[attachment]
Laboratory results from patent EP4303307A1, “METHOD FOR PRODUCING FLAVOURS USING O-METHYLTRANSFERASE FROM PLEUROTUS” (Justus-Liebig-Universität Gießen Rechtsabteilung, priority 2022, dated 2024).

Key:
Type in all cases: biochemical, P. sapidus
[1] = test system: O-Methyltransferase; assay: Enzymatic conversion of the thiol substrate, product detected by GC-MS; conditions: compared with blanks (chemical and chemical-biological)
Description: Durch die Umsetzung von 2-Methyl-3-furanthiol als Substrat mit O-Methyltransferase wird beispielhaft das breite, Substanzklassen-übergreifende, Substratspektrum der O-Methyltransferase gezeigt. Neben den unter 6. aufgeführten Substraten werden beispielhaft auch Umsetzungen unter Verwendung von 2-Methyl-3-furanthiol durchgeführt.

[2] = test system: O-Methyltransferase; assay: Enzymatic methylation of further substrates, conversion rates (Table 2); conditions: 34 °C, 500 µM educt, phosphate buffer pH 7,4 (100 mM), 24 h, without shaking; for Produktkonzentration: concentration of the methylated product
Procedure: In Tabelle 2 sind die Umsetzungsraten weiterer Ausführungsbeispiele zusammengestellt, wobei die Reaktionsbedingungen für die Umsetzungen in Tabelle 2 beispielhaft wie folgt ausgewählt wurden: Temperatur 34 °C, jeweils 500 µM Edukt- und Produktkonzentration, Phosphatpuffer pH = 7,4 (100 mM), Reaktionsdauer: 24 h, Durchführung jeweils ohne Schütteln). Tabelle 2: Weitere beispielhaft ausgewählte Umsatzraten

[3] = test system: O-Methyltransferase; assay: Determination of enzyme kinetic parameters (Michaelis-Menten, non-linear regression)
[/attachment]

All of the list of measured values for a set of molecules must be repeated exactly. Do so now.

Laboratory results from patent EP4303307A1, “METHOD FOR PRODUCING FLAVOURS USING O-METHYLTRANSFERASE FROM PLEUROTUS” (Justus-Liebig-Universität Gießen Rechtsabteilung, priority 2022, dated 2024).

Key:
Type in all cases: biochemical, P. sapidus
[1] = test system: O-Methyltransferase; assay: Enzymatic conversion of the thiol substrate, product detected by GC-MS; conditions: compared with blanks (chemical and chemical-biological)
Description: Durch die Umsetzung von 2-Methyl-3-furanthiol als Substrat mit O-Methyltransferase wird beispielhaft das breite, Substanzklassen-übergreifende, Substratspektrum der O-Methyltransferase gezeigt. Neben den unter 6. aufgeführten Substraten werden beispielhaft auch Umsetzungen unter Verwendung von 2-Methyl-3-furanthiol durchgeführt.

[2] = test system: O-Methyltransferase; assay: Enzymatic methylation of further substrates, conversion rates (Table 2); conditions: 34 °C, 500 µM educt, phosphate buffer pH 7,4 (100 mM), 24 h, without shaking; for Produktkonzentration: concentration of the methylated product
Procedure: In Tabelle 2 sind die Umsetzungsraten weiterer Ausführungsbeispiele zusammengestellt, wobei die Reaktionsbedingungen für die Umsetzungen in Tabelle 2 beispielhaft wie folgt ausgewählt wurden: Temperatur 34 °C, jeweils 500 µM Edukt- und Produktkonzentration, Phosphatpuffer pH = 7,4 (100 mM), Reaktionsdauer: 24 h, Durchführung jeweils ohne Schütteln). Tabelle 2: Weitere beispielhaft ausgewählte Umsatzraten

[3] = test system: O-Methyltransferase; assay: Determination of enzyme kinetic parameters (Michaelis-Menten, non-linear regression)